How to change nurses’ behavior leading to medication administration errors using a survey approach in United Christian Hospital

Lap Fung Tsang, Tak Kwan Yuk, So Yuen Alice Sham


Background: Medication administrations errors (MAEs) occur frequently in the world. Preventive measures have been extensively studied, but there is very limited literature considering nurses’ behavior leading to medication administration errors in hospitals.

Objectives: This study aimed to change nurses’ behavior so as to reduce MAE rate. The objective of this study was to study the phenomenon of nurses’ behavior during medication administration and to infer these behaviors that might cause MAE. The secondary outcome aimed to evaluate the effectiveness of existing preventive measures.

Methods: A convenience sampling design was employed to recruit around 1600 qualified nurses to participate in 6 identical surveying forums where a self-reported questionnaire was filled by participants under guidance led by the first author between August 2013 and September 2013.

Results: There is a significant decreasing trend of MAE from the peak at 0.61 to the current 0.22 per 1,000 occupied patient bed days after the surveying forums were organized. A variety of inappropriate behaviours of medication administration was identified. Most of them were found significantly associated with MAE. Length of time nurses have been working was thought to be an important factor to lead to MAE due to complacency and poor supervision. Other possible factors such as knowledge deficits, poor communication and poor speak-up culture were associated with MAE.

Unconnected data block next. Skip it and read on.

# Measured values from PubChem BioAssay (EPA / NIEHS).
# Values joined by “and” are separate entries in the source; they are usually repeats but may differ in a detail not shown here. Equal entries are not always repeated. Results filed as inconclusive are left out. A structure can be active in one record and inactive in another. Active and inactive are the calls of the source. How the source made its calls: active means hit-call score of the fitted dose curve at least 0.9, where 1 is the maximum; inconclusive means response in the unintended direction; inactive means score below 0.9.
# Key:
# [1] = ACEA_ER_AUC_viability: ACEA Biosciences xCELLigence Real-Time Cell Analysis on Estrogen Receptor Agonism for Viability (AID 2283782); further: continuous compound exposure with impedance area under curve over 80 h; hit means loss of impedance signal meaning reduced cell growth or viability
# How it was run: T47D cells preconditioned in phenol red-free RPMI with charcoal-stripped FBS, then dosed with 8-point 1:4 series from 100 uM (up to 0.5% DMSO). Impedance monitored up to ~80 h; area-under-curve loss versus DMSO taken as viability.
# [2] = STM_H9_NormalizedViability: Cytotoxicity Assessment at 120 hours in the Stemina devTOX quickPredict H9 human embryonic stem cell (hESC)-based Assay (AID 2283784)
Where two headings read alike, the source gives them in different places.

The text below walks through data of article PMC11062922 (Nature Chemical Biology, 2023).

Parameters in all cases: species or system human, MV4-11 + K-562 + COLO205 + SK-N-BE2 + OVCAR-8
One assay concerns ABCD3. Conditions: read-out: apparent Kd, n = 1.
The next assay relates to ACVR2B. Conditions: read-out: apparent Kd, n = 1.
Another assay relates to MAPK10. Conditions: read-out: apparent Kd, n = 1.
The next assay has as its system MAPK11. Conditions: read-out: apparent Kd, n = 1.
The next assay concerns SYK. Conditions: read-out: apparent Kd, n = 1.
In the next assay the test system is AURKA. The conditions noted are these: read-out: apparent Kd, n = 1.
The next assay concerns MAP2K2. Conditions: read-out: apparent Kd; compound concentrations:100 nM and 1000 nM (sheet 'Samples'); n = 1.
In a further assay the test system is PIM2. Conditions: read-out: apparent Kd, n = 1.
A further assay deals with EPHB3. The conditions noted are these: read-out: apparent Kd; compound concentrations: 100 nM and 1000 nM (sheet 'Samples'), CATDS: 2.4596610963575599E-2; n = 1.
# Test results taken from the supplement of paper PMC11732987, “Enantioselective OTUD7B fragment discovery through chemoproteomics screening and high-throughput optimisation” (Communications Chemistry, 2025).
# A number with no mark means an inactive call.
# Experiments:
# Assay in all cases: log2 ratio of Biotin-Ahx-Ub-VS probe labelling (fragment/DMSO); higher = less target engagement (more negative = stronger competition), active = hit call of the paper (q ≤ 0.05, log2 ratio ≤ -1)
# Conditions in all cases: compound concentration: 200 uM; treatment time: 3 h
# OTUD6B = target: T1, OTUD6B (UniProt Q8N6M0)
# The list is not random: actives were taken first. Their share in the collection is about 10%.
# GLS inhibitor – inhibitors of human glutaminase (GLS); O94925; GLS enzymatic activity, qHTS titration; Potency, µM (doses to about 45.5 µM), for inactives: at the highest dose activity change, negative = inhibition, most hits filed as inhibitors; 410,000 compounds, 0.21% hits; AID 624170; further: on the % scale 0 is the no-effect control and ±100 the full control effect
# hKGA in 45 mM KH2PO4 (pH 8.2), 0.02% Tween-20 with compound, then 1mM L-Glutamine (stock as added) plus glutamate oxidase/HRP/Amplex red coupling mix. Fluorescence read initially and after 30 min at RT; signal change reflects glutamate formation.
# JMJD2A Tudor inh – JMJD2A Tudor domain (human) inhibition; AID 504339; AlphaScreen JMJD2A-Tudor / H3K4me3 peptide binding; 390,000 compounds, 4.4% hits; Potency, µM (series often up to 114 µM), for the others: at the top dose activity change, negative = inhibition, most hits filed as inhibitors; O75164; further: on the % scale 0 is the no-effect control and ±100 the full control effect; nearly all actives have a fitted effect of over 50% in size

Conclusion: Risk of MAEs is inherent in medication administration, and if not properly managed, incidents will happen. Incidents will jeopardize nurses’ work performance, influence the patient safety and sustainability of the relationship between nurses and patients. In this study, various risks of nurses’ behaviour in medication administration have been revealed. The surveying forum might be a good way for nurses to self-evaluate their behavior and to perform proper ways of medication administration. Although there are different preventive measures implemented, information is not reached at nurses. The nursing implications were recommended to uphold safety of nursing behavior from personal to corporate level.


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Journal of Nursing Education and Practice

ISSN 1925-4040 (Print)   ISSN 1925-4059 (Online)

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